Whistling in the Dark

Sylvia Shawcross

In the morning, the bobolink sings. It always heartens me—listening to the morning chorus of creatures waking up to the sun singing. Imagine. When was the last time any of us woke up singing to greet the day? Probably the mad, the newly-in-love, those who sing for a living and perhaps the children who thankfully if not hopefully know no better yet.

I’m remembering a day when people used to whistle a tune on the street as they went about their day. There weren’t that many who did but there seemed to always be one on every busy street. It seems like such a foreign concept now. Perhaps people don’t even know how to do that anymore. A dying optimism. At least here, in this fair country where things feel dark, if not in our personal lives then at the edges of the society we live in.

We have been muted and mushed into banal conversations that we might not offend or find ourselves in trouble somehow. That is, if we can have any conversation at all, traversing the cell-phone-ear-plugged-peopled landscape we live in now. When we chance on a conversation we can discuss the weather but not so much why the weather is the way the weather is. We can discuss Kate Middleton perhaps. We can complain about the high cost of groceries certainly, knowing that new reports indicate 25% of Canadians can’t afford to eat but we can’t complain about government corruption.

Well, most of us won’t, in civil society. We don’t know where the other one stands politically. We learned that from the Covid response—the harsh judgment and alienation for some and the high-handed sanctimony of others. And then of course, the naive and trusting, trying to do the right thing. It was a devastating mishmash of some of the worst and best traits of being human, those days.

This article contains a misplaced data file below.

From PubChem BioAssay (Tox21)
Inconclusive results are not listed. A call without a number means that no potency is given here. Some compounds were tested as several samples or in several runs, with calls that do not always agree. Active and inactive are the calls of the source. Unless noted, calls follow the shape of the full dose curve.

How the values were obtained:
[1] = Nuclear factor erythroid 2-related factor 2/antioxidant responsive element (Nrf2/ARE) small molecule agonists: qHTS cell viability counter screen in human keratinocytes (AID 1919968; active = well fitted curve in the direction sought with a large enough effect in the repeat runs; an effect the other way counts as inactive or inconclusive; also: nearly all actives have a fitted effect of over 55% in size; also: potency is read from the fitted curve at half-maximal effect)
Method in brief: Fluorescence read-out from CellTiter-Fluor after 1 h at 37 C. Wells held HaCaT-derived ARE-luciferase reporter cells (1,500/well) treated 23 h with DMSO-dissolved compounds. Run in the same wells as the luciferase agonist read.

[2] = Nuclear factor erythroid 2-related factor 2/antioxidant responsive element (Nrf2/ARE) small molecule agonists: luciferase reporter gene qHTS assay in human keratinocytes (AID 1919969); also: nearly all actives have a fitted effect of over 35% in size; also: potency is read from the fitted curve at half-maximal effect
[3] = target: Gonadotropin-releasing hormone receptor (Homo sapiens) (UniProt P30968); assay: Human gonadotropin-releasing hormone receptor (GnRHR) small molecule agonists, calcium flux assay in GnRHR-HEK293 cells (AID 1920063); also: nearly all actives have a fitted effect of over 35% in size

Being quiet seems to be the only thing to do these days. My father-in-law, a Polish farmer, advised his children to “Mind their own business and follow the crowd.” He would know. Captured by the Nazis in WW2 for having been found using a hidden radio he was sent to a German work camp. He was hard-pressed to discuss the experience but he remembered a dream wherein he was using a plough and it was ploughing across the ice of the Atlantic to faraway shores. And that is why he arrived here to a difficult life of prejudice from others and hard work in trying circumstances. He would come to believe that it was imperative to find a job with the government; a task he would eventually accomplish. And that is how it was. Working for the government, with its high pay, retirement guarantees and generous benefit packages, was the dream of every struggling immigrant. It is not much different today. Security. Freedom from fear.

If you look at voter sentiment in Canada today you will see a sea of blue (conservative) stretching from one coast to the other. In the Maritimes there are a few pinpoints of red (liberal) and north there are a few swathes of orange (New Democratic) and there just right of centre is a splot of red… like a dollop of crimson paint artistically deliberately dropped. And that is the National Capital region of the country.

It was into this red splot that the trucker’s convoy of 2021 would arrive—a totally different world where everyone and their dog worked for or depended on government. The truckers, living in the real world, representing Canada’s majority working class dealing with real world problems would not for the most part be welcome. It would only be the National Capital region that would react this way. Anywhere else the reaction might have likely been entirely different, a reality witnessed by the number of flag-waving cheers on overpasses across the country as the truckers passed on their way to poke the bubble of those living here.